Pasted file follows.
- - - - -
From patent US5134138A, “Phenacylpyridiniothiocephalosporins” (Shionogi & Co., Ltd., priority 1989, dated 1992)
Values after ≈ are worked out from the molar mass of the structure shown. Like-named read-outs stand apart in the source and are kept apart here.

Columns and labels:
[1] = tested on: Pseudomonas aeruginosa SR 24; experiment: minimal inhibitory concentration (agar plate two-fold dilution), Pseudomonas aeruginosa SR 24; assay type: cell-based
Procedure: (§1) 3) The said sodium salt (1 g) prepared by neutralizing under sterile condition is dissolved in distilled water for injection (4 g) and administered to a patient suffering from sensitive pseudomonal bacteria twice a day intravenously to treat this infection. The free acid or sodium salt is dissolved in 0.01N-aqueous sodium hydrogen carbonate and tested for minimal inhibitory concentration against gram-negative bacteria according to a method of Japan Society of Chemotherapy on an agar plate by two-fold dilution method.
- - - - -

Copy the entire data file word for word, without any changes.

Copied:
From patent US5134138A, “Phenacylpyridiniothiocephalosporins” (Shionogi & Co., Ltd., priority 1989, dated 1992)
Values after ≈ are worked out from the molar mass of the structure shown. Like-named read-outs stand apart in the source and are kept apart here.

Columns and labels:
[1] = tested on: Pseudomonas aeruginosa SR 24; experiment: minimal inhibitory concentration (agar plate two-fold dilution), Pseudomonas aeruginosa SR 24; assay type: cell-based
Procedure: (§1) 3) The said sodium salt (1 g) prepared by neutralizing under sterile condition is dissolved in distilled water for injection (4 g) and administered to a patient suffering from sensitive pseudomonal bacteria twice a day intravenously to treat this infection. The free acid or sodium salt is dissolved in 0.01N-aqueous sodium hydrogen carbonate and tested for minimal inhibitory concentration against gram-negative bacteria according to a method of Japan Society of Chemotherapy on an agar plate by two-fold dilution method.